“David came running toward Goliath, powered by courage and faith. Goliath was blind to his approach – and then he was down, too big and slow and blurry-eyed to comprehend the way the tables had been turned. All these years, we’ve been telling these kinds of stories wrong. David and Goliath is about getting them right.”

As local pubs take on Wetherspoons, and local cafes take on Costa, and local shops take on Tesco, how should the wholesaler help them be successful?

This is how Malcolm Gladwell ends his short, pacey and myth-busting introduction in his latest book. Gladwell is famous for his ability to capture ideas and tell compelling stories that illustrate them in a way that millions of people take note.

His latest book is a great addition to his previous efforts and is likely to ignite lots of debates about the ability of small businesses to beat large ones. While Coca-Cola may not tremble, for wholesale strategists there is much useful ammunition.

From the start Gladwell juxtaposes interesting stories in ways that challenge how you understand the world. He tells how a dad with no sporting experience turned his 12 year old daughter’s basketball team into an almost unbeatable combination. At the same time he explains how TS Lawrence beat the Turks.

Analysis of all the wars in the past 200 years show that a 10 times bigger country beats the smaller country 71.5% of the time. But if the weaker side uses unconventional tactics its winning percentage climbs from 28.5% to 63.6%.
If the US was to go to war with Canada, “history suggests you ought to put your money on Canada”.

As local pubs take on Wetherspoons, and local cafes take on Costa, and local shops take on Tesco, how should the wholesaler help them be successful? Working hand in glove with the major manufacturers, do you end up reproducing the strategies that work on a national scale? Is it possible to have local advantage?

If One-Stop and WHSmith are successful in harnessing the energy of local entrepreneurs within the framework of a national franchise, how does the symbol group operater compete? Does increasing the margins of members through over-riders linked to giving prime position to national top sellers that are available everywhere really build a long term competitive advantage?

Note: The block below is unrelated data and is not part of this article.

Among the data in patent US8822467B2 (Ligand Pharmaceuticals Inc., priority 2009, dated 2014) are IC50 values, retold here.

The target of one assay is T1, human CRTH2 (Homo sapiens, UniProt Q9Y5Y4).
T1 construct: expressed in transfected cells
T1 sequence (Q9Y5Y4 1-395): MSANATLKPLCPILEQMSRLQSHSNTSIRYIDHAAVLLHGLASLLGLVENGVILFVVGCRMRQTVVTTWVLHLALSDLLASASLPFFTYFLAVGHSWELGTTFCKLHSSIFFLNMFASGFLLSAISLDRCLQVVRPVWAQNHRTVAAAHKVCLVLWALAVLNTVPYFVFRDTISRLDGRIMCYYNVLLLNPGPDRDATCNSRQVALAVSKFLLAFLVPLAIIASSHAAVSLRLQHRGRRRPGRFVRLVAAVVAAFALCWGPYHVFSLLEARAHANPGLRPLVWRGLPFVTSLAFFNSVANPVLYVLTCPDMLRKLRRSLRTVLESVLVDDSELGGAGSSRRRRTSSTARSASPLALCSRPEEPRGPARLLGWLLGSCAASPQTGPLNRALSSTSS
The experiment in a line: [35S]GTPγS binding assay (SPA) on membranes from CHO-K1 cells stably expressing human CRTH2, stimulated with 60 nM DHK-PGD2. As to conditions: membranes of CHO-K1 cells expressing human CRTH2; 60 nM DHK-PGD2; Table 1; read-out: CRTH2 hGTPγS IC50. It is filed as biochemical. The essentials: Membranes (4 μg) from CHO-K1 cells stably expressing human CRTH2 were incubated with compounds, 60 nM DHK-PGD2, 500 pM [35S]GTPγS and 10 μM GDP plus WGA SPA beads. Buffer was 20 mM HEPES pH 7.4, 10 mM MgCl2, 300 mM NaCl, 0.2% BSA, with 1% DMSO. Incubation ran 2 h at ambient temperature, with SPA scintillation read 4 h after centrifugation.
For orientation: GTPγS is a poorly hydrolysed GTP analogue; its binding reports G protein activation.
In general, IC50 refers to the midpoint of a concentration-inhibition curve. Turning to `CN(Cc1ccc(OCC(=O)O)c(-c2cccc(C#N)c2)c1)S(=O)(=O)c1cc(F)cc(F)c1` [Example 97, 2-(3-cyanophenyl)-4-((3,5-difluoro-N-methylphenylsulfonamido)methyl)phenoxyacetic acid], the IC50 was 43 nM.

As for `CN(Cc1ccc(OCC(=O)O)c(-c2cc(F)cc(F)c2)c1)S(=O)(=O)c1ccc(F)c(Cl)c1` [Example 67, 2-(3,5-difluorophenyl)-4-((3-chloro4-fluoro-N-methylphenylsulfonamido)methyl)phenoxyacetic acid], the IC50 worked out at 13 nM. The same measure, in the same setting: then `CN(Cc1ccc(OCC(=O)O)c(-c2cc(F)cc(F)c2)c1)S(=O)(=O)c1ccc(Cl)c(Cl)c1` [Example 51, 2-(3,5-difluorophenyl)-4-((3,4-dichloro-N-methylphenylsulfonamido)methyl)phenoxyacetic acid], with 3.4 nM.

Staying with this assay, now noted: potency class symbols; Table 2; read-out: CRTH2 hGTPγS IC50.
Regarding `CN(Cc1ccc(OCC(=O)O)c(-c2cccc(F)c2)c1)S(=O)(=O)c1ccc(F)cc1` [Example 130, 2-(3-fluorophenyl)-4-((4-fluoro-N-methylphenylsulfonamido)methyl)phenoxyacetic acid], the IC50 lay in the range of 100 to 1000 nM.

david-goliathGladwell does not tackle such questions directly. His three collections of stories are organised into sections on:

  • The advantages of disadvantages (and the disadvantages of advantages)
  • The theory of desirable difficulty
  • The limits of power.

The sort of story in the first section is the US v Canada stand-off.

The second section includes one of the most harrowing stories I have ever read about how Emil Freireich helped find a cure to childhood leukaemia. Apart from crying in public, it taught me about what drives successful people and what to look for in business partners and in people to hold up as examples of success.

The section also provides a glimpse of Martin Luther King as a man prepared to do things that his radical rival Malcolm X was not, the latter saying “real men don’t put their children on the firing line.” But showing at the same time how PR can twist the truth to win a cause.

The third section includes a view of how the British Army was responsible for creating the 30 years of Troubles in northern Ireland. And how a remote French village managed to simply refuse to send Jews to extermination despite the attention of the Nazis.

David and Goliath is a great read. Sometime Gladwell’s theories may be right. Sometime they may not. But that misses the point. The big benefit of the book is to encourage you to think for yourself and not just blindly accept the orthodox view as fact.